Atheism and the goodness of God 12: why believe in Jesus?

The last chapter I’m going to look at in this series on the Atheism and the Goodness of God, is Mark Mittelberg’s ‘Why Faith in Jesus Matters’ which forms chapter 14 of God is Good, God is Great: why believing in God is Reasonable and Responsible.

This chapter reads like an evangelistic sermon, exhorting a response from the reader.

He begins with the often overlooked point that everybody – Buddhist, Hindu, Muslim, Christian, agnostic and atheist – has faith in something, even if it faith in ourselves or faith that it doesn’t matter what we believe and how we live.

The Christian believes that it really matters that we have faith in Jesus.

His main two points revolve around two questions:

1. But why trust in Jesus?

For faith to be worth having it needs to be true and good and so ‘faithworthy’. Faith in Jesus depends on his identity being worthy of faith. So Mittelberg gives an apologia for the ‘greatness and goodness of Jesus.

Power: Jesus demonstrated his miracle working power over nature and over death itself.

Knowledge: he knows people’s thoughts before they speak.

Eternity: Jesus claims to be equal with God and never corrects people’s impressions that they are blaspheming

Love and Grace; Jesus consistently shows risky, barrier-breaking love and grace to those who are marginalised, ostracised and alienated.

2. Why is faith in Jesus important?

Mittelberg’s basic point is a very familiar one – that we are deeply flawed, we don’t have all the answers, we ‘deserve punishment for our sins and failings’ and that God, in infinite love, has made a way for us through Jesus.

And to talk hold of this hope, we need to step out in faith, to respond, to believe and receive (Jn 1:12) and so have the life that is available for us in Jesus (Jn 10:10).

While this is a very familiar way of presenting the good news, I thought this was a disappointing chapter. The reasons to believe in Jesus did not go beyond general proof texts. He says for example that Jesus repeatedly goes around saying he was the Son of God, ‘meaning he uniquely shared in the Father’s divine nature.’ This is not accurate. The meaning of the term can’t be reduced to equalling deity as Mittelberg suggests.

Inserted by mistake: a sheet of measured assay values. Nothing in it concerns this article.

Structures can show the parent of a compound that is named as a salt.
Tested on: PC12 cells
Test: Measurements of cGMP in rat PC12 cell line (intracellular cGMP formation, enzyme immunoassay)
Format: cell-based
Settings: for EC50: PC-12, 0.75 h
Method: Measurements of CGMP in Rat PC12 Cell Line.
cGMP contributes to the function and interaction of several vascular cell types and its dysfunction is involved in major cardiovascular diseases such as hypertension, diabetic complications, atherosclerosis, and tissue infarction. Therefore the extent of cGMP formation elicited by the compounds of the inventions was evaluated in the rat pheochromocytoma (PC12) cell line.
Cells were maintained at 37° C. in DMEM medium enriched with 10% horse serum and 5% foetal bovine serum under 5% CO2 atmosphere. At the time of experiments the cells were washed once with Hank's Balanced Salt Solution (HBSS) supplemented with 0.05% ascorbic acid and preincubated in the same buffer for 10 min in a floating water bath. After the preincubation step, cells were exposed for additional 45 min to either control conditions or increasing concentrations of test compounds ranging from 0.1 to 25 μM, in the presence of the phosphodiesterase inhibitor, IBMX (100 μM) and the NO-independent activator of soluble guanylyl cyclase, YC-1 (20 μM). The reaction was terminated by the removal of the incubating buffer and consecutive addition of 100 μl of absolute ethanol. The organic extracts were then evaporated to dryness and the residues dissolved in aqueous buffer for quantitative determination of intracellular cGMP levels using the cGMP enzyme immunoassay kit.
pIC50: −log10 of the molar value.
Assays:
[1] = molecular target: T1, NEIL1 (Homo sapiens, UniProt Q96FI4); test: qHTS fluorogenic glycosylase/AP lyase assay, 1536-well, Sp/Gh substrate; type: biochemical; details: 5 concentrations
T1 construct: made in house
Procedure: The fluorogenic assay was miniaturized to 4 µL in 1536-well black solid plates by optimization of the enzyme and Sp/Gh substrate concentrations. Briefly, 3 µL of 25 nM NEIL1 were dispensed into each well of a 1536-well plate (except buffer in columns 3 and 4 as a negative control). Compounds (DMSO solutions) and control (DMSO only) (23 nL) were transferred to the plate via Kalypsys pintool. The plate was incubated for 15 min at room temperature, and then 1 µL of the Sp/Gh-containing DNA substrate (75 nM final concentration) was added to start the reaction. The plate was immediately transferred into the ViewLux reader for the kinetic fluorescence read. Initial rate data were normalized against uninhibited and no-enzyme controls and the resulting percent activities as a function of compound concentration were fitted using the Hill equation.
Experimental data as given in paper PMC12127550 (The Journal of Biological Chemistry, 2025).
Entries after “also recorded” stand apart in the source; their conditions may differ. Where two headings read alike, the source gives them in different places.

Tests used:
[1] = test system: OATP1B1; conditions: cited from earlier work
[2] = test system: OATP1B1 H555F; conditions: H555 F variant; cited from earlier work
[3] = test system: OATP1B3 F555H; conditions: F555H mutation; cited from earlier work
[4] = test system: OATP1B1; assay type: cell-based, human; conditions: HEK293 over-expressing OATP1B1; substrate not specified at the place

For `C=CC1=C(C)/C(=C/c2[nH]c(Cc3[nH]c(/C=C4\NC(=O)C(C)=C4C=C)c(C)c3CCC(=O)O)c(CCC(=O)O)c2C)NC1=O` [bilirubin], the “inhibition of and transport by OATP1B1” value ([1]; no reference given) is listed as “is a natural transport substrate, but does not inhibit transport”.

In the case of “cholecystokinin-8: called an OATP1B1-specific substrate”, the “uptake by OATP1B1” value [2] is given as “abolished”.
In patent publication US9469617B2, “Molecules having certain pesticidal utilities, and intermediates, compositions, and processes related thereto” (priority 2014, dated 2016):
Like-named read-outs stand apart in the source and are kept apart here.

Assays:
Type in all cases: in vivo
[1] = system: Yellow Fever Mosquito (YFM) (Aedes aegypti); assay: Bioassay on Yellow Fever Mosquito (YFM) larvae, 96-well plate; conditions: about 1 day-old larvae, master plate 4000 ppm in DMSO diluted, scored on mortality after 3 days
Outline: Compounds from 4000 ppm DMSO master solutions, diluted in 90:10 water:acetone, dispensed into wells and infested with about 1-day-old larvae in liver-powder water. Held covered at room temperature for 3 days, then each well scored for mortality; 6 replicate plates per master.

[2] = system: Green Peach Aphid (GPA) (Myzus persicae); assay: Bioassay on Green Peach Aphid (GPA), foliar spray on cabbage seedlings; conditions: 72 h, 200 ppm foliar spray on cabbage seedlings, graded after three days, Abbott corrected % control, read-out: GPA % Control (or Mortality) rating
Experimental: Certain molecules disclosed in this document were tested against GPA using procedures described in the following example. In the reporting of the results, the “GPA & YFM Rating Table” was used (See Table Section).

In general the discussion, contrary to much of the book, is written with no engagement with objections and arguments from an agnostic or atheist perspective. It all reads very ‘in house’.

This all raises questions: how best is the good news communicated to a sceptical post-Christendom culture? How do you try to ‘get over’ the ‘over-familiarity’ that many in Ireland have towards Christianity so the good news can be ‘heard’ afresh?

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2 thoughts on “Atheism and the goodness of God 12: why believe in Jesus?

  1. You said: “He says for example that Jesus repeatedly goes around saying he was the Son of God, ‘meaning he uniquely shared in the Father’s divine nature.’ This is not accurate. The meaning of the term can’t be reduced to equalling deity as Mittelberg suggests.”

    But John says (in John 5:18) “For this reason the Jews tried all the harder to kill him; not only was he breaking the Sabbath, but he was even calling God his own Father, making himself equal with God.”

    Also, John 10:33-36 says: “We are not stoning you for any of these,” replied the Jews, “but for blasphemy, because you, a mere man, claim to be God.” Jesus answered them, “Is it not written in your Law, ‘I have said you are gods’? If he called them ‘gods,’ to whom the word of God came—and the Scripture cannot be broken—what about the one whom the Father set apart as his very own and sent into the world? Why then do you accuse me of blasphemy because I said, ‘I am God’s Son’?

    It seems clear in these passages that both John and Jesus were equating Jesus’ claim to being the Son of God to a claim of deity. That’s the way his Jewish listeners understood him — which is why they picked up stones to stone him — and he didn’t try to change their minds!

  2. Welcome Vonno,
    What I mean is that a title like Son of God stood for a network of ideas in Jesus’ day. Yes in the texts you mention in John there is explicit high christology. In both Jesus is claiming a unique sonship to the Father. There is a richness to this title – of a kingly role re Ps 2:7 and Is 42:1. Of a messianic role as God’s chosen annointed one of Israel; of a special and unique identity that is only gradually revealed [see Mark’s gospel for how Son of God is a theme that unpacked bit by bit from Jesus’ baptism until the centurion’s statement at the cross.]

    My point is that Jesus’ hearers did not immediately associate Son of God as shorthand for deity. They were monotheistic Jews after all. The term already had particular meanings.

    But there is a progression within the NT that deepen that understanding to include Jesus in the divine identity: as in Rom 1:3-4 Jesus divine identity is revealed in light of the resurrection. And his identity as the Son of God is linked to his role as saviour – Rom 5:8-10. To Galatians 4 where he as son enables believers to become sons. And in Philippians 2 where there is strong evidence that Paul is speaking of the pre-existence of the Son.

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